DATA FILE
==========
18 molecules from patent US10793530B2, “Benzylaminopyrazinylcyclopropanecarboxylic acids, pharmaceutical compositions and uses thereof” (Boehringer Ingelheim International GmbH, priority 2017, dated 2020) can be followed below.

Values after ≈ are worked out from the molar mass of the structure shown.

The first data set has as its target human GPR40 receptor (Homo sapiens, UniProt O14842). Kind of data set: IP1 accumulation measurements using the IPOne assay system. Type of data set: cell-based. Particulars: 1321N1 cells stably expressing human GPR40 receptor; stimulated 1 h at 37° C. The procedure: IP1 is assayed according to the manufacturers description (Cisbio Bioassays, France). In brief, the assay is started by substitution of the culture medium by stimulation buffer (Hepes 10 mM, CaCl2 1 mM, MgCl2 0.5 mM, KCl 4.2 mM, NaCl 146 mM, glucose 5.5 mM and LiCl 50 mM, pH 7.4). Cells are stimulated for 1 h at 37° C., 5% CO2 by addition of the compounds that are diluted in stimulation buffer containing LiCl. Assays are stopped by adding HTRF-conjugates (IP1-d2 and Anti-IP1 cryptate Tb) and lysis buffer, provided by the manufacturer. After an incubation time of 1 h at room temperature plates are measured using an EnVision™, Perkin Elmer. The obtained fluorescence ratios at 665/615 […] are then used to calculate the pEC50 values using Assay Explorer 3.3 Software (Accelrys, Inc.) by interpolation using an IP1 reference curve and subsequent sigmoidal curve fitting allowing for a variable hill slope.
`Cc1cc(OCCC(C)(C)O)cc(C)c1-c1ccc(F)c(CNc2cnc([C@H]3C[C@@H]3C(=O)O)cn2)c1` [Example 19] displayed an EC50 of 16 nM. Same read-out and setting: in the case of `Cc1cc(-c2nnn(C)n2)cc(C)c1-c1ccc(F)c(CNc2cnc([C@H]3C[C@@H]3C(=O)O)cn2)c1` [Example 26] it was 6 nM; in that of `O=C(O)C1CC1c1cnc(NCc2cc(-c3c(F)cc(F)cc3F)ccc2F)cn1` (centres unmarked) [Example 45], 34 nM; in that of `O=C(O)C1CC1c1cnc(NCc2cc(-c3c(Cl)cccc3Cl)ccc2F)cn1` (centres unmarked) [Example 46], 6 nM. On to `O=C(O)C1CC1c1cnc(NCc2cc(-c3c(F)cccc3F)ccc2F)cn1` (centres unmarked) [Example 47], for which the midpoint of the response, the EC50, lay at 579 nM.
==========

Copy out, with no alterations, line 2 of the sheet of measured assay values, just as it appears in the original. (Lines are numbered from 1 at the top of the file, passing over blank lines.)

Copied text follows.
Values after ≈ are worked out from the molar mass of the structure shown.